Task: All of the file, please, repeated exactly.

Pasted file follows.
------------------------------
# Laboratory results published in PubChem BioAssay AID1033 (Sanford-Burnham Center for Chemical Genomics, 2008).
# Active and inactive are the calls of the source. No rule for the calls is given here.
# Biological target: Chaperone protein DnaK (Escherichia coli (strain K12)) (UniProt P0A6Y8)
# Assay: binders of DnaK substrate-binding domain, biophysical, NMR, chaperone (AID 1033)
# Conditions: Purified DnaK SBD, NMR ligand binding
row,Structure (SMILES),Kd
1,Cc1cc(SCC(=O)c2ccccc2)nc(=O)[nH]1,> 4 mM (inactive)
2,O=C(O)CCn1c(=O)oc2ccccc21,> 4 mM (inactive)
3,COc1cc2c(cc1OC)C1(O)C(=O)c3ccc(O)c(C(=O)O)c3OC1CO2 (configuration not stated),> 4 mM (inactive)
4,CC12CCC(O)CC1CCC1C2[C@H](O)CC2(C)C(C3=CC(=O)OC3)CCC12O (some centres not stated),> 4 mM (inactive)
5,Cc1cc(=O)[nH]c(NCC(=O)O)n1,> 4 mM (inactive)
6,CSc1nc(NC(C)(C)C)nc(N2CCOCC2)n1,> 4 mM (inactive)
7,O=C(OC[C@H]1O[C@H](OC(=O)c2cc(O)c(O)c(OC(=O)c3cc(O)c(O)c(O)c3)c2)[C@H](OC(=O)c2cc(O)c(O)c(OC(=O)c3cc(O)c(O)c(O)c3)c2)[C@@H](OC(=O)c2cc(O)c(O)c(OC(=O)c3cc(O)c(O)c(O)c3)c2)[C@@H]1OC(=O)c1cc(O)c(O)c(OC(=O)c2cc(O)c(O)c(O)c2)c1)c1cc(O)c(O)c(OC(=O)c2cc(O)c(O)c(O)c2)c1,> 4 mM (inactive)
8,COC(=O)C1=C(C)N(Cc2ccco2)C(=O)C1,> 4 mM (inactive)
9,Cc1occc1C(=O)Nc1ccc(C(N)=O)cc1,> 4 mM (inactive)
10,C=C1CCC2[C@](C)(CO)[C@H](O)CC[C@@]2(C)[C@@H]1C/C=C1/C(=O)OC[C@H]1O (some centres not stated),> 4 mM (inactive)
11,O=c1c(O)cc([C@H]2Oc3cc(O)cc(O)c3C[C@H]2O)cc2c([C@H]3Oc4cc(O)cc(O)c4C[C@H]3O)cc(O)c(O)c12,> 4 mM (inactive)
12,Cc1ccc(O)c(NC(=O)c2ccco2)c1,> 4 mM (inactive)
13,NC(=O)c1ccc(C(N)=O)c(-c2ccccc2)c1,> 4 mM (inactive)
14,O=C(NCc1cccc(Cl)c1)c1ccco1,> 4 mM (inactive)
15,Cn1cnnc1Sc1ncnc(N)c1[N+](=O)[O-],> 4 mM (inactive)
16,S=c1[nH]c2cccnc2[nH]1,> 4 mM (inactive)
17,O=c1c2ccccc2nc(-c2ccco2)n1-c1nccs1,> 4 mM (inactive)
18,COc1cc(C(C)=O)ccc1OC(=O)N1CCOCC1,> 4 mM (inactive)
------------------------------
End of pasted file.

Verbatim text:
# Laboratory results published in PubChem BioAssay AID1033 (Sanford-Burnham Center for Chemical Genomics, 2008).
# Active and inactive are the calls of the source. No rule for the calls is given here.
# Biological target: Chaperone protein DnaK (Escherichia coli (strain K12)) (UniProt P0A6Y8)
# Assay: binders of DnaK substrate-binding domain, biophysical, NMR, chaperone (AID 1033)
# Conditions: Purified DnaK SBD, NMR ligand binding
row,Structure (SMILES),Kd
1,Cc1cc(SCC(=O)c2ccccc2)nc(=O)[nH]1,> 4 mM (inactive)
2,O=C(O)CCn1c(=O)oc2ccccc21,> 4 mM (inactive)
3,COc1cc2c(cc1OC)C1(O)C(=O)c3ccc(O)c(C(=O)O)c3OC1CO2 (configuration not stated),> 4 mM (inactive)
4,CC12CCC(O)CC1CCC1C2[C@H](O)CC2(C)C(C3=CC(=O)OC3)CCC12O (some centres not stated),> 4 mM (inactive)
5,Cc1cc(=O)[nH]c(NCC(=O)O)n1,> 4 mM (inactive)
6,CSc1nc(NC(C)(C)C)nc(N2CCOCC2)n1,> 4 mM (inactive)
7,O=C(OC[C@H]1O[C@H](OC(=O)c2cc(O)c(O)c(OC(=O)c3cc(O)c(O)c(O)c3)c2)[C@H](OC(=O)c2cc(O)c(O)c(OC(=O)c3cc(O)c(O)c(O)c3)c2)[C@@H](OC(=O)c2cc(O)c(O)c(OC(=O)c3cc(O)c(O)c(O)c3)c2)[C@@H]1OC(=O)c1cc(O)c(O)c(OC(=O)c2cc(O)c(O)c(O)c2)c1)c1cc(O)c(O)c(OC(=O)c2cc(O)c(O)c(O)c2)c1,> 4 mM (inactive)
8,COC(=O)C1=C(C)N(Cc2ccco2)C(=O)C1,> 4 mM (inactive)
9,Cc1occc1C(=O)Nc1ccc(C(N)=O)cc1,> 4 mM (inactive)
10,C=C1CCC2[C@](C)(CO)[C@H](O)CC[C@@]2(C)[C@@H]1C/C=C1/C(=O)OC[C@H]1O (some centres not stated),> 4 mM (inactive)
11,O=c1c(O)cc([C@H]2Oc3cc(O)cc(O)c3C[C@H]2O)cc2c([C@H]3Oc4cc(O)cc(O)c4C[C@H]3O)cc(O)c(O)c12,> 4 mM (inactive)
12,Cc1ccc(O)c(NC(=O)c2ccco2)c1,> 4 mM (inactive)
13,NC(=O)c1ccc(C(N)=O)c(-c2ccccc2)c1,> 4 mM (inactive)
14,O=C(NCc1cccc(Cl)c1)c1ccco1,> 4 mM (inactive)
15,Cn1cnnc1Sc1ncnc(N)c1[N+](=O)[O-],> 4 mM (inactive)
16,S=c1[nH]c2cccnc2[nH]1,> 4 mM (inactive)
17,O=c1c2ccccc2nc(-c2ccco2)n1-c1nccs1,> 4 mM (inactive)
18,COc1cc(C(C)=O)ccc1OC(=O)N1CCOCC1,> 4 mM (inactive)